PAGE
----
Tell us about your clinical experience: I began my work in this field in the largest residential treatment center in Minnesota. While securing my MFT licensure, I worked for a 5-county consortium seeing clients of all ages and diagnoses both outpatient, in home, and for the prison. I lead groups for various mental health issues and considered myself very fortunate to have had the comprehensive experience so early on in my career. I worked for a couple years in a privately run facility that performed 6-month assessments for complex cases of children and teens from both private and state referrals. I worked as a family therapist with a team composed of a medical doctor, a neuropsychologist, a psychiatrist, a social worker and a behavioral team. IZ did supervision while I raised my son until school age and then began my career with FamilyMeans.
I prefer to take clients with complex trauma. I currently work with individuals, couples, families, adolescents, and teens. I have seen a majority of adolescents with suicidal and self-harm patterns in the past 15 years. Most common to all my clientele are feelings of anxiety. I currently am seeing more adults of all ages. Lately factors outside a person’s control, such as the pandemic fears and isolation and financial strain are contributing to clients distress.
I have studied and trained the most on the topic of trauma and attachment needs and disruptions. I enjoy the work of Bowlby, Daniel Siegel, Peter Levine, and Bessel Van Der Kolk. I have training in EMDR and use this modality frequently in sessions. I also trained in Ericksonian hypnotherapy through the U of M medical school for 15 years. I find understanding developmental stages of growth and the attachment needs specific to each client helpful when assessing patterns of behavior that prevent healthy functioning.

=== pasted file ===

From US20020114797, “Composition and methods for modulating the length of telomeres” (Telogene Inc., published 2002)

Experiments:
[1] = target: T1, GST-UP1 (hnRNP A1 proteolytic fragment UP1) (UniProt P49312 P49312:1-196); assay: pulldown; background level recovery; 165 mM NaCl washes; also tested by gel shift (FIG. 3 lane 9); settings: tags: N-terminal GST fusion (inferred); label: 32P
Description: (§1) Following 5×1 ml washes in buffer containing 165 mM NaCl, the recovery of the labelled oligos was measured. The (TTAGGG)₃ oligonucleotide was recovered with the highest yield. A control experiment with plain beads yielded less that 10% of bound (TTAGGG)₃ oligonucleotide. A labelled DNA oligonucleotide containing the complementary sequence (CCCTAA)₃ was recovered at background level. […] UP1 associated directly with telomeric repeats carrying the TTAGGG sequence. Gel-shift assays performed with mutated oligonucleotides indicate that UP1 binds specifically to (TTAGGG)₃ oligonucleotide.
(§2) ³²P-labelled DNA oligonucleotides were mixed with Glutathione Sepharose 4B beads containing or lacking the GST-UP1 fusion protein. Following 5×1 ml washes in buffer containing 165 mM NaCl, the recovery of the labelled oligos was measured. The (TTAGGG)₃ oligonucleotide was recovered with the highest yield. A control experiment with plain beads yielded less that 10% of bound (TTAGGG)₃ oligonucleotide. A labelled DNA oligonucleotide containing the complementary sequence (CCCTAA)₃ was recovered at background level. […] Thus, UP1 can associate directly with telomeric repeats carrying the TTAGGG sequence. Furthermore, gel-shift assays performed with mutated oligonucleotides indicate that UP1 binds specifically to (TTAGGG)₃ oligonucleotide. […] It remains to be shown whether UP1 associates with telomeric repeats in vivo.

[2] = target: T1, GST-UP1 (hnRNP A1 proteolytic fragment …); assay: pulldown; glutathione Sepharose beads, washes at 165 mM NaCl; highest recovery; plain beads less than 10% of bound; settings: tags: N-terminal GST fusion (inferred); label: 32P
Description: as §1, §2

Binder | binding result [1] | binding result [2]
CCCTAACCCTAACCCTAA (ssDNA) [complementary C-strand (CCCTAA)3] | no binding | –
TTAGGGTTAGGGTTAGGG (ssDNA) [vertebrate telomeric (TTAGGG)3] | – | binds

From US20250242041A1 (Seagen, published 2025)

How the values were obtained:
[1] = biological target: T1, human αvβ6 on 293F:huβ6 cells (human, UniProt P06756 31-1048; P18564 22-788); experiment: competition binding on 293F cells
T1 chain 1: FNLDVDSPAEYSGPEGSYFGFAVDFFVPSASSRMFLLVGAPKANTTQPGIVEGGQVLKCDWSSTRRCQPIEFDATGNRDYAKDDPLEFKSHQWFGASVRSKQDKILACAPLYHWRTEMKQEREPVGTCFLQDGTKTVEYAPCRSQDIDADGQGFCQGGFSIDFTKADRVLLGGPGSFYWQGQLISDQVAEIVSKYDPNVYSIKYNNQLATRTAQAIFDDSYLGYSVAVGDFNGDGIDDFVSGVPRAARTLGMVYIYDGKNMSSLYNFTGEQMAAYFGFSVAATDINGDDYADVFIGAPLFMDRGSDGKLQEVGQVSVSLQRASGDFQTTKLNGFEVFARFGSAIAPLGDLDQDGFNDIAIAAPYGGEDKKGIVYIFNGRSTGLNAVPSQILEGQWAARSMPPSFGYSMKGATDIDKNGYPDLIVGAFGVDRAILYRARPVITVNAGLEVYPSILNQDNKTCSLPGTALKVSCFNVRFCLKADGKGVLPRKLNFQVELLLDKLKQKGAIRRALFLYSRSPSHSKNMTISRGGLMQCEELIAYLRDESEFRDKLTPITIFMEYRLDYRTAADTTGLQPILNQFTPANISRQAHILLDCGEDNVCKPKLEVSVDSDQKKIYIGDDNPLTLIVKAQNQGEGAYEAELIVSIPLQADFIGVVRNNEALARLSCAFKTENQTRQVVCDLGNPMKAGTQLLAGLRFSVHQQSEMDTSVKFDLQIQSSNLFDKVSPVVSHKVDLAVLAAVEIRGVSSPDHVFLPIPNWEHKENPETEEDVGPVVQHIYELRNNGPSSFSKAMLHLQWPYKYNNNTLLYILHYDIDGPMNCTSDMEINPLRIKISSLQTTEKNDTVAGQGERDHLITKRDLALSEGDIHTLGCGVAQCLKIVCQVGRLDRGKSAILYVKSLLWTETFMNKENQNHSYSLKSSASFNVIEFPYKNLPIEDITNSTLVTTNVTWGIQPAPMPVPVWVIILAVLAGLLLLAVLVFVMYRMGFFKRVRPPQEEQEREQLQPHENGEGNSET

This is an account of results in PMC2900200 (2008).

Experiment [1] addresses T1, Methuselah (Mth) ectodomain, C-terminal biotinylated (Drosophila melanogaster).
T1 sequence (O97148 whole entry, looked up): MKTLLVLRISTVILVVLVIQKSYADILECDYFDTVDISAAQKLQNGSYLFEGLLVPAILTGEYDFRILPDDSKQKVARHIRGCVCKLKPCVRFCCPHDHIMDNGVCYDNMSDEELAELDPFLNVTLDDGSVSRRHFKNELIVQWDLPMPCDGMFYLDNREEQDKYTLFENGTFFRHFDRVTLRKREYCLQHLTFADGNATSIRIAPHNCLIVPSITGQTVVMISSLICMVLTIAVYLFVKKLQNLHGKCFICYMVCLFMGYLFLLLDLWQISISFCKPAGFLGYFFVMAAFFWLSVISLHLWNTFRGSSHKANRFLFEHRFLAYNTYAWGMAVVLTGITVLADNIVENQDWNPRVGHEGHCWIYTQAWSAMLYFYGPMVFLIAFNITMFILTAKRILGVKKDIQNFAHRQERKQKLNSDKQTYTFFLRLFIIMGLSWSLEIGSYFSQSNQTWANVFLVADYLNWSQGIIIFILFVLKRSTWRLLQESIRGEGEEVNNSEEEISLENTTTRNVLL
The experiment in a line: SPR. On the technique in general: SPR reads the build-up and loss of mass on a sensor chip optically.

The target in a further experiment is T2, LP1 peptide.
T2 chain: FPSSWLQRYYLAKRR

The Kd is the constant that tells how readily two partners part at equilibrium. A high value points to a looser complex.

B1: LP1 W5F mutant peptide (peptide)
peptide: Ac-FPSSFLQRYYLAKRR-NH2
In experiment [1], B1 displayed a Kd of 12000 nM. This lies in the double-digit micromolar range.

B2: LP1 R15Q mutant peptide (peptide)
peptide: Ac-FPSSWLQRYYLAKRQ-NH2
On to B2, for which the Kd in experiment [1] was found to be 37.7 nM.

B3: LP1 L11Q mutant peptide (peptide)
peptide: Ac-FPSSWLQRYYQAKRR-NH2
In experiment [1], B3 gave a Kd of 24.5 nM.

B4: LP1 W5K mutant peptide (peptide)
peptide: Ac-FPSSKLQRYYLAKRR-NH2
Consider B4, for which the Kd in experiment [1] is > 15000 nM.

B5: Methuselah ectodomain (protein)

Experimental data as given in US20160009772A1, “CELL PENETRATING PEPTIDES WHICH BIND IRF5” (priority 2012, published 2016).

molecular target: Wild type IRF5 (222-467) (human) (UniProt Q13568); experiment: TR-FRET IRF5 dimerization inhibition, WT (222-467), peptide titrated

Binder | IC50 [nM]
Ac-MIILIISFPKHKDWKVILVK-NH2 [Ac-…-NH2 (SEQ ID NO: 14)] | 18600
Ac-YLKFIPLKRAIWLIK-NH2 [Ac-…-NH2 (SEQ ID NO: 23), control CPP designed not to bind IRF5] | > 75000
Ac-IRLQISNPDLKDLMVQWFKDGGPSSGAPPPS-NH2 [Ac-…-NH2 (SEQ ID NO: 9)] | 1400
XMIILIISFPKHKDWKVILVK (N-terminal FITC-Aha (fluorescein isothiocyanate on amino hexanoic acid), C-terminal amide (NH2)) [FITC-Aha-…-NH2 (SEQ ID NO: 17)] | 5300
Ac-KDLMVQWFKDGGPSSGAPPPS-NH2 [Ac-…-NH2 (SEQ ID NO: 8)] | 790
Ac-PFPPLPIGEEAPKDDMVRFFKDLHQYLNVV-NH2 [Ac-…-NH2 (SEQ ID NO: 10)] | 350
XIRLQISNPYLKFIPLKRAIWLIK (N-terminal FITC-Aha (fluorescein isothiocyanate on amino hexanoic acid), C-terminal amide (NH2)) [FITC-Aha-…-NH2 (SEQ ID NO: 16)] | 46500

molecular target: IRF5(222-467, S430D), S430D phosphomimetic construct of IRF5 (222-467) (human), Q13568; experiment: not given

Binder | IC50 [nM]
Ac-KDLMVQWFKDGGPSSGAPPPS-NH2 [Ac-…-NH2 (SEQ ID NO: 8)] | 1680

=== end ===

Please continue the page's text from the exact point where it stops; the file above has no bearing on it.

Tina Dince, MSW, LICSW
What’s your supervision style? I encourage supervisees to work on developing their professional self while maintaining a sense of personal self as well. I enjoy collaborating with supervisees to help them find the answers and solutions that work best for them, giving guidance and feedback as needed, while encouraging them to focus on building their own competence and independence to become therapists. I focus on recognizing how clients may affect us as therapists and as people in general, and how our interactions can be meaningful, helpful, and supportive. I help supervisees work on developing the clinical skills and finding/ building on therapy modalities that work best for them while encouraging them to explore many modalities to see which ones may be the best fit.
What is your favorite thing about supervising? I enjoy watching the journey of growth and discovery as new therapists and interns develop their professional therapy styles with their clients. I enjoy helping to work with new therapists and interns with feeling uncomfortable to becoming much more confident. I am a life-long learner and there is always something new I learn from interns and new therapists!
Tell us about your clinical experience: I have experience working with clients with dual diagnoses (substance/alcohol use and mental health issues), severe and persistent mental illnesses such as Schizophrenia and Bipolar Disorder, personality disorders, anxiety, depression, grief/loss, suicidal ideation/self-harm, etc. I have experience facilitating and co-facilitating various groups, including DBT groups. I focus primarily on Cognitive Behavior Therapy and include elements of Dialectical Behavior Therapy (DBT), strengths-based approach, and solution-focused therapy as applicable. I currently work with adolescents and adults for individual, family, or couples therapy at our Stillwater office.